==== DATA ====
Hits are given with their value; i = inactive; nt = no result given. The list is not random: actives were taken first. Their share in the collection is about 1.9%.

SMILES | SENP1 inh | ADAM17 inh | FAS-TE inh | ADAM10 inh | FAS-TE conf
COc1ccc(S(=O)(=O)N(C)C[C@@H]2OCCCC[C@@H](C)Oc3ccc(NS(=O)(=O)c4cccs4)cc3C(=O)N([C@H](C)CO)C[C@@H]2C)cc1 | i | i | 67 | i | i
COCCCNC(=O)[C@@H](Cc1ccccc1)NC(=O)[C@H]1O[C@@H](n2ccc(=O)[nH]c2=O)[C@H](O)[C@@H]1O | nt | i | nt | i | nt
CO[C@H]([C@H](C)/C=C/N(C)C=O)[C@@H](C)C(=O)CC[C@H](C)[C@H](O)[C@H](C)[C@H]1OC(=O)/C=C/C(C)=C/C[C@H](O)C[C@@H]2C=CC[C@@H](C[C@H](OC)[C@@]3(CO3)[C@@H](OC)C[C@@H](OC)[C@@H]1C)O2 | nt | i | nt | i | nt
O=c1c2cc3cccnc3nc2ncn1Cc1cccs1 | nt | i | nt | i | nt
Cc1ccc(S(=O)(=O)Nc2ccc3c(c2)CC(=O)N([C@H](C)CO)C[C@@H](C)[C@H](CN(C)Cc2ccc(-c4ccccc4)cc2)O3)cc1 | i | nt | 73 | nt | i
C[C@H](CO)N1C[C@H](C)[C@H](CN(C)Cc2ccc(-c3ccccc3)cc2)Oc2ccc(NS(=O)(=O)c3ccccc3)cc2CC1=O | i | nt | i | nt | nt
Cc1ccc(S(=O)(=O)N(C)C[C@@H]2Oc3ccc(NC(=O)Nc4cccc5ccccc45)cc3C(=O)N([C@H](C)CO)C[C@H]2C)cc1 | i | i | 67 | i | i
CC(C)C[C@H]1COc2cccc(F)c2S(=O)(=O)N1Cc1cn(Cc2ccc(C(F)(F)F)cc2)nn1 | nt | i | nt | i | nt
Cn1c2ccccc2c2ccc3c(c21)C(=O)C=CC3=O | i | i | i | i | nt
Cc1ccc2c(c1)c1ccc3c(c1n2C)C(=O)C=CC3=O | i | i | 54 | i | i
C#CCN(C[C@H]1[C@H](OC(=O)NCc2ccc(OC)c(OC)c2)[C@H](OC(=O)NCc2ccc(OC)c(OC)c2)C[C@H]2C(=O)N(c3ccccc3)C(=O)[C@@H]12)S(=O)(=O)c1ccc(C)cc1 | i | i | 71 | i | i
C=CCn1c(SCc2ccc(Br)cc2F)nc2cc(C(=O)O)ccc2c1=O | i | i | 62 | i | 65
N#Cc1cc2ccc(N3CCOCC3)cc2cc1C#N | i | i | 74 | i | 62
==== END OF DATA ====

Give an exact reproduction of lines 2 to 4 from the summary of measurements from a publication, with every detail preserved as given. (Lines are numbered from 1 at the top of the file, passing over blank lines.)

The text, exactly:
SMILES | SENP1 inh | ADAM17 inh | FAS-TE inh | ADAM10 inh | FAS-TE conf
COc1ccc(S(=O)(=O)N(C)C[C@@H]2OCCCC[C@@H](C)Oc3ccc(NS(=O)(=O)c4cccs4)cc3C(=O)N([C@H](C)CO)C[C@@H]2C)cc1 | i | i | 67 | i | i
COCCCNC(=O)[C@@H](Cc1ccccc1)NC(=O)[C@H]1O[C@@H](n2ccc(=O)[nH]c2=O)[C@H](O)[C@@H]1O | nt | i | nt | i | nt